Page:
Thanks. I have managed to find Ray Davie's Waterloo Sunset on Youtube so that is well. I went to bed before that was even on anyway I think... I gather Eric Idle's full performance is probably on youtube as well...
As far as the Kaiser Cheifs covering the Who:
I can't seem to play the media (it might be blocked outside the UK??) , if anybody can rehash what the video is about, that would be great... It sounds like the lead singer has/had a case of stage fright...
I am in Germany and get a message "Can't play in your country".
It seems to be a do it or lose face sort of thing. I guess a bonus side to it is that people will come to watch a sport that's unfamiliar to them because the host country is playing.
I'd say 100m to 400m is probably a better comparison (aside from the fact that the 50m "splash and dash" is probably more akin to a 100m, but that takes us down a path where comparisons like this fall apart).
Lol... surprised no one corrected me on the name of the TV show... It's actually called Animal Practice. I did not realize this until I updated my Track the TV Episodes Watched list. Maybe too upset from when the coverage was interrupted like that.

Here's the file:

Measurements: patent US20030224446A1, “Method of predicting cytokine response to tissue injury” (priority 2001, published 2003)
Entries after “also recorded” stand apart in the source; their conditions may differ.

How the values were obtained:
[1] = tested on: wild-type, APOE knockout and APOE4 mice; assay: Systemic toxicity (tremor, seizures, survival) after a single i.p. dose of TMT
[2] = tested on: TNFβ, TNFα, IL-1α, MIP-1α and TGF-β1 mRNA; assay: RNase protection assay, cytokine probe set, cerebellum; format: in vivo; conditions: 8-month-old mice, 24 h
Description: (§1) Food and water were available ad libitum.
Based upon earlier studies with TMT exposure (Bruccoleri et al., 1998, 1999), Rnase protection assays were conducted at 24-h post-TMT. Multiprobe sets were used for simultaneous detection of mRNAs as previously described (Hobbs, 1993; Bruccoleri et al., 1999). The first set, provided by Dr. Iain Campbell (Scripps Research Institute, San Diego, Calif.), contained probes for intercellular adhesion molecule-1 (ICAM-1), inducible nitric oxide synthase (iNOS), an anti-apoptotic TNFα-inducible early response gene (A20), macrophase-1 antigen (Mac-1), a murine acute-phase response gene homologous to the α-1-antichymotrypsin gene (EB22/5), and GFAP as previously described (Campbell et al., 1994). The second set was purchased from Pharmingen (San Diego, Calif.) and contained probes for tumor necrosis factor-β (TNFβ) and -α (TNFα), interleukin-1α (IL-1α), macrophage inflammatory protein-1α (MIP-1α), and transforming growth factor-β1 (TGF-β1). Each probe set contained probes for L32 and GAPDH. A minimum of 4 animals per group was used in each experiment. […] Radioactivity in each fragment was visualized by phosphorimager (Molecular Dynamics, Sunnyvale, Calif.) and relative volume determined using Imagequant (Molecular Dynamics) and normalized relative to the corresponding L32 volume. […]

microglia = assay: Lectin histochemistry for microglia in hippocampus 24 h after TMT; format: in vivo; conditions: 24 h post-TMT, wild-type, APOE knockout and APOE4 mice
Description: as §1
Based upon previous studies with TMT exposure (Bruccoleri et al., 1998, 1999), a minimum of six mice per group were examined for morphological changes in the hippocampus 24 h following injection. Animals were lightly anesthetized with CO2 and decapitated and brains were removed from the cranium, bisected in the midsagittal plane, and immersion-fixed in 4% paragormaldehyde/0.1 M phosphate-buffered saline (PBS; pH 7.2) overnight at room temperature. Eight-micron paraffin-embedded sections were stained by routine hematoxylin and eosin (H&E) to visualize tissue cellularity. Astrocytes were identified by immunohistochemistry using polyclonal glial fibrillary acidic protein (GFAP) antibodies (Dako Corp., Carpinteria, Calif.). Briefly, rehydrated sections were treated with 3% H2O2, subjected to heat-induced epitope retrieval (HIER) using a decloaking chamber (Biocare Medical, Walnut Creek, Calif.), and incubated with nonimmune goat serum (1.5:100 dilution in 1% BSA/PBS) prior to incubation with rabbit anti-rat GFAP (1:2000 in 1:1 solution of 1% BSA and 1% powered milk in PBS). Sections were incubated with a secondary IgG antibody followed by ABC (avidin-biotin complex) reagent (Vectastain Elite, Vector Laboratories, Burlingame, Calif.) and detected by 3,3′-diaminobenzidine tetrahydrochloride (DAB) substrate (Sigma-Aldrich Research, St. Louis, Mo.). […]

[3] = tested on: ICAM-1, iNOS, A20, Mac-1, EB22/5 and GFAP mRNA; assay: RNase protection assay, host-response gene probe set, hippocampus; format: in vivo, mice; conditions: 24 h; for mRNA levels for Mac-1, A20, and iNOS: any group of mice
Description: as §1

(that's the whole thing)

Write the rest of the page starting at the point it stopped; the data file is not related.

For 2016, golf and rugby has been added to the Olympics.
Are you serious or just added a touch of sarcasm?
Rugby I can understand, it requires skill, strength, athleticism and teamwork.
Golf? Barely worth a comment except that it certainly doesn't require you to have strength or be an athlete, just some basic eyehand coordination skills.
Not saying anything more, I'll just get in trouble. Just did a quickie bit of research and you're right, but golf? How boring will that be to watch.
If archery and shooting are Olympic sports, then golf has fair grounds to be included (or alternatively, none of them should be included). Rugby really should have been in decades ago as it is arguably as popular (probably more so) than e.g. basketball or water polo.
I know this is being disloyal to my own country's team, but does anyone else think that cycling would be a much fairer competition if all the competitors were randomly allocated a bike from a set of identical bikes at the start of the competition? This principle is followed in the yachting events and in field events, you don't see athletes being allowed to bring their own javelins or shots to competitions, do you? In that way, the competition would be between the athletes, and the design of the bike would have zero bearing on the competition.